Blackwood's Edinburgh Magazine — Volume 53, No. 329, March, 1843 eBook

This eBook from the Gutenberg Project consists of approximately 350 pages of information about Blackwood's Edinburgh Magazine — Volume 53, No. 329, March, 1843.

* * * * *

THE CHIEF END OF MAN.

    What the chief end of Man?—­Behold yon tree,
      And let it teach thee, Friend!
    Will what that will-less yearns for;—­and for thee
      Is compass’d Man’s chief end!

* * * * *

ULYSSES.

    To gain his home all oceans he explored—­
    Here Scylla frown’d—­and there Charybdis roar’d;
    Horror on sea—­and horror on the land—­
    In hell’s dark boat he sought the spectre land,
    Till borne—­a slumberer—­to his native spot
    He woke—­and sorrowing, knew his country not!

* * * * *

JOVE TO HERCULES.

    ’Twas not my nectar made thy strength divine,
    But ’twas thy strength which made my nectar thine!

* * * * *

THE SOWER.

    See, full of hope, thou trustest to the earth
      The golden seed, and waitest till the spring
    Summons the buried to a happier birth;
      But in Time’s furrow duly scattering,
    Think’st thou, how deeds by wisdom sown may be,
      Silently ripen’d for Eternity?

* * * * *

THE MERCHANT.

    Where sails the ship?—­It leads the Tyrian forth
    For the rich amber of the liberal North.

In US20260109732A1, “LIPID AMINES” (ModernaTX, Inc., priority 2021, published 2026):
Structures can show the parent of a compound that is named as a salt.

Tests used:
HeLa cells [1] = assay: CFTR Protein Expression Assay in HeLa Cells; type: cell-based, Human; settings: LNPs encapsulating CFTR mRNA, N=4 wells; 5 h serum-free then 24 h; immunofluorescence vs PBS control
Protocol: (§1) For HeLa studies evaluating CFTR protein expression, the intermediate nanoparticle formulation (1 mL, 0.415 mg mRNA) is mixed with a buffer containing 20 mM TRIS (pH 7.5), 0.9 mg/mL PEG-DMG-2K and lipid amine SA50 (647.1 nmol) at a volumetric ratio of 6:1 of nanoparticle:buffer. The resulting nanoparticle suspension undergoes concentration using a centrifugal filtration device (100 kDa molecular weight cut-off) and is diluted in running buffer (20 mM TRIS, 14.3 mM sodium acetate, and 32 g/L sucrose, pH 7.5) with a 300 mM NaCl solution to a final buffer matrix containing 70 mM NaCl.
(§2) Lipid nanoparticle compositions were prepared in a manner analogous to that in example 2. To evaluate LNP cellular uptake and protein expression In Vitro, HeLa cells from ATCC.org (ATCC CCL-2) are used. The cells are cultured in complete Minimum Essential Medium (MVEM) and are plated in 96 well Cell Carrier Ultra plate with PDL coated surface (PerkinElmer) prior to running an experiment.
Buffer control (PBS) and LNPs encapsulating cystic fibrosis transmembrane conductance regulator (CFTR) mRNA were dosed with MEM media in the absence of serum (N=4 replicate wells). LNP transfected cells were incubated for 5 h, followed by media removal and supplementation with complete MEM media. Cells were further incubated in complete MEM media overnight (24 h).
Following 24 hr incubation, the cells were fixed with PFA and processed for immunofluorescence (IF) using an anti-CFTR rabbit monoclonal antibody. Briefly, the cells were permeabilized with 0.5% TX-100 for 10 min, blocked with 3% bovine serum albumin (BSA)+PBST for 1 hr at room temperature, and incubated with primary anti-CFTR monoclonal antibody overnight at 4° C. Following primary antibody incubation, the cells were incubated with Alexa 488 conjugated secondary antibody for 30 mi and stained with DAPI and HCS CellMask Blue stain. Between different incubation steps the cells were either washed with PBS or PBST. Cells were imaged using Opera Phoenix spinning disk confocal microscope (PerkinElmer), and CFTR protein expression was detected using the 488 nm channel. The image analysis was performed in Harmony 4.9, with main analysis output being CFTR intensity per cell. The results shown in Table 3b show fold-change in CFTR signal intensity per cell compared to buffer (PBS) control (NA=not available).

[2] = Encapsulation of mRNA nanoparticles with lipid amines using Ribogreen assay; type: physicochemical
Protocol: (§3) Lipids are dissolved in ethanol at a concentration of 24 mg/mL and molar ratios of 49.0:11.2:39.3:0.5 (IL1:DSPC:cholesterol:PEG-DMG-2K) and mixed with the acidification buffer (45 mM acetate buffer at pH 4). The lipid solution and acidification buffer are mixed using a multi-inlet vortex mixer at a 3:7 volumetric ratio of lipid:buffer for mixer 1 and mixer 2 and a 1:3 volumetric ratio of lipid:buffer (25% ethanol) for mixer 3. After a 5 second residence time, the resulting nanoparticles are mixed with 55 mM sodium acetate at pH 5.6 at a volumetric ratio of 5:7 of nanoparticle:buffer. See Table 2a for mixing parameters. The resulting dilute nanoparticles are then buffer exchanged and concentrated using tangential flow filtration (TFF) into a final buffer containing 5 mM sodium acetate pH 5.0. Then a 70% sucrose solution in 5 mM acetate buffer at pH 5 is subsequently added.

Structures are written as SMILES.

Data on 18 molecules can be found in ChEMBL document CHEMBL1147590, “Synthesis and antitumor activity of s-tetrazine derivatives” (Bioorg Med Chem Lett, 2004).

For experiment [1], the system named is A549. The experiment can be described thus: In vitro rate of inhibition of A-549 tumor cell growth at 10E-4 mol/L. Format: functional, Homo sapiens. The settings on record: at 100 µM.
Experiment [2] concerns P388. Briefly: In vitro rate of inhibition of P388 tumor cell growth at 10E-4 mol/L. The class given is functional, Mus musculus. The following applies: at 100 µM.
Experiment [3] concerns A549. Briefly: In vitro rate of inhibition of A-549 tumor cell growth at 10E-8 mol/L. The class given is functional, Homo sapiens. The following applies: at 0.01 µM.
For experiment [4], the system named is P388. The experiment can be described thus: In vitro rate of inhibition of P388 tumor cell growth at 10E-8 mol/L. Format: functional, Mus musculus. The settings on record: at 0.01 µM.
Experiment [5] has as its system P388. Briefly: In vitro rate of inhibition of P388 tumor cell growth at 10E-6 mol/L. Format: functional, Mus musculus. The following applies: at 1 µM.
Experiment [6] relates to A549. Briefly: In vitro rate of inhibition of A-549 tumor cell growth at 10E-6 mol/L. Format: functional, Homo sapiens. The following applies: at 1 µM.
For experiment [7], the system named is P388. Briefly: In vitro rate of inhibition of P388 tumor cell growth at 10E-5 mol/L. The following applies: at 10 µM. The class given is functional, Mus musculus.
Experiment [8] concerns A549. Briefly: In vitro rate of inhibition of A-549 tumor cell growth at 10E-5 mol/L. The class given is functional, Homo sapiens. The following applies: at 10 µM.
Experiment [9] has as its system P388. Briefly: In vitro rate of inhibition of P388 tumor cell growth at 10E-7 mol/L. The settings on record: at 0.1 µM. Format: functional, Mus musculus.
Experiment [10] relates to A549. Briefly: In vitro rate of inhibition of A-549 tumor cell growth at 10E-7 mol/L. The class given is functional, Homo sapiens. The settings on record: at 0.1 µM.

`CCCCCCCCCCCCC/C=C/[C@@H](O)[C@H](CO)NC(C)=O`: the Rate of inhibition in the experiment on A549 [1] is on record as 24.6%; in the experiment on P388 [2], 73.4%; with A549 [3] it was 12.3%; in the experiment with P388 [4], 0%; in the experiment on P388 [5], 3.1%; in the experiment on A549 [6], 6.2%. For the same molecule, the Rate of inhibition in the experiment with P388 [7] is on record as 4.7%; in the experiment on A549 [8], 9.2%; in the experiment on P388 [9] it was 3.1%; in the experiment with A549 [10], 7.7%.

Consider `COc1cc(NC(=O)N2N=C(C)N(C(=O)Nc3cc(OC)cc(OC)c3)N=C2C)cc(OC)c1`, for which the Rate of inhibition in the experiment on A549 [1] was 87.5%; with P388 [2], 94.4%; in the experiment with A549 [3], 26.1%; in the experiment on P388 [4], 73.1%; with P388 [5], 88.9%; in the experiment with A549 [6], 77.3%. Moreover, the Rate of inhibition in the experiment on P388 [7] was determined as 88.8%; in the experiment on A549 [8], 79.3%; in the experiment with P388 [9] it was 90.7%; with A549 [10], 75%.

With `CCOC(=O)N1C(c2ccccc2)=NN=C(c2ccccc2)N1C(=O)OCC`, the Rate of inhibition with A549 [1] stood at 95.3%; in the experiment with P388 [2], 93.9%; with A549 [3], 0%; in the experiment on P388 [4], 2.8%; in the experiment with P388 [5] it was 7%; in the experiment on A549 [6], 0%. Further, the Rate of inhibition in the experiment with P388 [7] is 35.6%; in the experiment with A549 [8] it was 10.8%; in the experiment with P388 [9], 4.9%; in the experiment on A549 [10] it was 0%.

Be kind ye seas—­winds lend your gentlest wing,
    May in each creek, sweet wells restoring spring!—­
    To you, ye gods, belong the Merchant!—­o’er
    The waves, his sails the wide world’s goods explore;
    And, all the while, wherever waft the gales,
    The wide world’s good sails with him as he sails!

* * * * *

COLUMBUS.

    Steer on, bold Sailor—­Wit may mock thy soul that sees the land,
    And hopeless at the helm may drop the weak and weary hand,
    YET EVER—­EVER TO THE WEST, for there the coast must lie,
    And dim it dawns and glimmering dawns before thy reason’s eye;
    Yea, trust the guiding God—­and go along the floating grave,
    Though hid till now—­yet now, behold the New World o’er the wave! 
    With Genius Nature ever stands in solemn union still,
    And ever what the One foretels the Other shall fulfil.

* * * * *

THE ANTIQUE TO THE NORTHERN WANDERER.

    And o’er the river hast thou past, and o’er the mighty sea,
    And o’er the Alps, the dizzy bridge hath borne thy steps to me;
    To look all near upon the bloom my deathless beauty knows,
    And, face to face, to front the pomp whose fame through ages goes—­
    Gaze on, and touch my relics now!  At last thou standest here,
    But art thou nearer now to me—­or I to thee more near?

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Blackwood's Edinburgh Magazine — Volume 53, No. 329, March, 1843 from Project Gutenberg. Public domain.
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